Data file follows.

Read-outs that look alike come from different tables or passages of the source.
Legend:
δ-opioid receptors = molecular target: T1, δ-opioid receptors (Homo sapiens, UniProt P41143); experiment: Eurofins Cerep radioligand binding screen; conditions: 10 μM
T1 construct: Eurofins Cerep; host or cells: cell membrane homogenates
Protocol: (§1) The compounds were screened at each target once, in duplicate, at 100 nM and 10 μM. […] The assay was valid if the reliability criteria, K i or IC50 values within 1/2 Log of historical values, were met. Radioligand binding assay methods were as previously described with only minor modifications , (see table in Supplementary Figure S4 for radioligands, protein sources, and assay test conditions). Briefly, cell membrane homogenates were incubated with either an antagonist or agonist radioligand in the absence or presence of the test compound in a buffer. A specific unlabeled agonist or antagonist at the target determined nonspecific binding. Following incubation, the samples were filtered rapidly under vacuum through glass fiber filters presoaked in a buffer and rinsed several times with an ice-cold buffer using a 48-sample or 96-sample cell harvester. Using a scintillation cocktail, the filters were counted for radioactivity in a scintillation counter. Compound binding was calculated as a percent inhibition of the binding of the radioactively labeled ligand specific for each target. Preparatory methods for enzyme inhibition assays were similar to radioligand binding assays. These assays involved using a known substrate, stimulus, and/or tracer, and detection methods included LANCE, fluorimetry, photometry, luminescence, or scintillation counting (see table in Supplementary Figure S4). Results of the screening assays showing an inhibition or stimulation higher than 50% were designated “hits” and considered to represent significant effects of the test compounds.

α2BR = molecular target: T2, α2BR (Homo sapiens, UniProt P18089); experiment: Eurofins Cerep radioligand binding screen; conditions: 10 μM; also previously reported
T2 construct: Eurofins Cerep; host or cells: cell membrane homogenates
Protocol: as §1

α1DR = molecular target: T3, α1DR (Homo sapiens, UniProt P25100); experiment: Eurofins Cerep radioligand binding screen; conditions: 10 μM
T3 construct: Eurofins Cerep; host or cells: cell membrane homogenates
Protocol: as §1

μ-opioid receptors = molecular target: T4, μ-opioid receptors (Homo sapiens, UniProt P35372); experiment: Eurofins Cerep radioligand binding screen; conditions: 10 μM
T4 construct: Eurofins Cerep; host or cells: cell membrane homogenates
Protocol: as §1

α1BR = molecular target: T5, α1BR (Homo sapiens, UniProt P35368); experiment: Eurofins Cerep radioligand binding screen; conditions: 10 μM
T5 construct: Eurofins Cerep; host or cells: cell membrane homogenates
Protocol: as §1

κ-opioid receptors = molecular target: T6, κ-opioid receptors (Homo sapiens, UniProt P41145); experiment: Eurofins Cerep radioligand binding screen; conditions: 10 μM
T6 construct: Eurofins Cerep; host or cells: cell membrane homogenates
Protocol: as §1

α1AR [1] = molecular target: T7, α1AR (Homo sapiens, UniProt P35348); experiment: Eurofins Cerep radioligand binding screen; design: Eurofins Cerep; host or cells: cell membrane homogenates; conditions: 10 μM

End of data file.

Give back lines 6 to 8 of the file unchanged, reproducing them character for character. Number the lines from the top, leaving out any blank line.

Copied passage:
α2BR = molecular target: T2, α2BR (Homo sapiens, UniProt P18089); experiment: Eurofins Cerep radioligand binding screen; conditions: 10 μM; also previously reported
T2 construct: Eurofins Cerep; host or cells: cell membrane homogenates
Protocol: as §1